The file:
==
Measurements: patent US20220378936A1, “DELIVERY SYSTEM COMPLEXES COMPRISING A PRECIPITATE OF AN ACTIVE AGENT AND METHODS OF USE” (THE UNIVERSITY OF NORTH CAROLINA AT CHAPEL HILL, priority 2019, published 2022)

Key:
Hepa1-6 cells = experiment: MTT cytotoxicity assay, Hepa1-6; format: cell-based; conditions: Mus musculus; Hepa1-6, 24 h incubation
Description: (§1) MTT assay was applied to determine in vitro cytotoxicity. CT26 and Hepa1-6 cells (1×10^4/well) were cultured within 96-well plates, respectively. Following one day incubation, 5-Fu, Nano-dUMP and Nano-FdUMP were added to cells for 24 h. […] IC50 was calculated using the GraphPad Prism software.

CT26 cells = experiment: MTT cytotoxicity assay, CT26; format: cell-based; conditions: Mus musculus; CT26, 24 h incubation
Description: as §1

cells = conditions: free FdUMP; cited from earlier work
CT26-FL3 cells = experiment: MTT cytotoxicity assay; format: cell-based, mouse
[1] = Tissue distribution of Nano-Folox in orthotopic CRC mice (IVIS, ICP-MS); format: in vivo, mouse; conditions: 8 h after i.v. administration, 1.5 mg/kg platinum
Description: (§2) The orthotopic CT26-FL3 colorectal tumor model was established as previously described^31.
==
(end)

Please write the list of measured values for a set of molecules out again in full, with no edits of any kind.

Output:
Measurements: patent US20220378936A1, “DELIVERY SYSTEM COMPLEXES COMPRISING A PRECIPITATE OF AN ACTIVE AGENT AND METHODS OF USE” (THE UNIVERSITY OF NORTH CAROLINA AT CHAPEL HILL, priority 2019, published 2022)

Key:
Hepa1-6 cells = experiment: MTT cytotoxicity assay, Hepa1-6; format: cell-based; conditions: Mus musculus; Hepa1-6, 24 h incubation
Description: (§1) MTT assay was applied to determine in vitro cytotoxicity. CT26 and Hepa1-6 cells (1×10^4/well) were cultured within 96-well plates, respectively. Following one day incubation, 5-Fu, Nano-dUMP and Nano-FdUMP were added to cells for 24 h. […] IC50 was calculated using the GraphPad Prism software.

CT26 cells = experiment: MTT cytotoxicity assay, CT26; format: cell-based; conditions: Mus musculus; CT26, 24 h incubation
Description: as §1

cells = conditions: free FdUMP; cited from earlier work
CT26-FL3 cells = experiment: MTT cytotoxicity assay; format: cell-based, mouse
[1] = Tissue distribution of Nano-Folox in orthotopic CRC mice (IVIS, ICP-MS); format: in vivo, mouse; conditions: 8 h after i.v. administration, 1.5 mg/kg platinum
Description: (§2) The orthotopic CT26-FL3 colorectal tumor model was established as previously described^31.